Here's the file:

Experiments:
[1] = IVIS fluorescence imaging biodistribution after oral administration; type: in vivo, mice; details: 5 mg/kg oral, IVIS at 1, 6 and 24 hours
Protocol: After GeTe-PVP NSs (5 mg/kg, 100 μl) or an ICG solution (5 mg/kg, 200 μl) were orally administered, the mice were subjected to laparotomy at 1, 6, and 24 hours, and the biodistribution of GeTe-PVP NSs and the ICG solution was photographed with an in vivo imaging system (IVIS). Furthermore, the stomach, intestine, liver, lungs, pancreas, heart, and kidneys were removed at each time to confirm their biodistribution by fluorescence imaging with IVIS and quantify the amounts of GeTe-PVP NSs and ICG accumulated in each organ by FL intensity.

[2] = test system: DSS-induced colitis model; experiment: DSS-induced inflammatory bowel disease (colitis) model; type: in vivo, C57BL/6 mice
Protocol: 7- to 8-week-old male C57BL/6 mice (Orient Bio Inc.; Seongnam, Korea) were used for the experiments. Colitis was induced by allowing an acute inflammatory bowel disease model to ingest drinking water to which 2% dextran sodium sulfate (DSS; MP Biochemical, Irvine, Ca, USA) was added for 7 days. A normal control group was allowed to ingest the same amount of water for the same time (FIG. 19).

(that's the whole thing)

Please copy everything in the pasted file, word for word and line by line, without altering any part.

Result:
Experiments:
[1] = IVIS fluorescence imaging biodistribution after oral administration; type: in vivo, mice; details: 5 mg/kg oral, IVIS at 1, 6 and 24 hours
Protocol: After GeTe-PVP NSs (5 mg/kg, 100 μl) or an ICG solution (5 mg/kg, 200 μl) were orally administered, the mice were subjected to laparotomy at 1, 6, and 24 hours, and the biodistribution of GeTe-PVP NSs and the ICG solution was photographed with an in vivo imaging system (IVIS). Furthermore, the stomach, intestine, liver, lungs, pancreas, heart, and kidneys were removed at each time to confirm their biodistribution by fluorescence imaging with IVIS and quantify the amounts of GeTe-PVP NSs and ICG accumulated in each organ by FL intensity.

[2] = test system: DSS-induced colitis model; experiment: DSS-induced inflammatory bowel disease (colitis) model; type: in vivo, C57BL/6 mice
Protocol: 7- to 8-week-old male C57BL/6 mice (Orient Bio Inc.; Seongnam, Korea) were used for the experiments. Colitis was induced by allowing an acute inflammatory bowel disease model to ingest drinking water to which 2% dextran sodium sulfate (DSS; MP Biochemical, Irvine, Ca, USA) was added for 7 days. A normal control group was allowed to ingest the same amount of water for the same time (FIG. 19).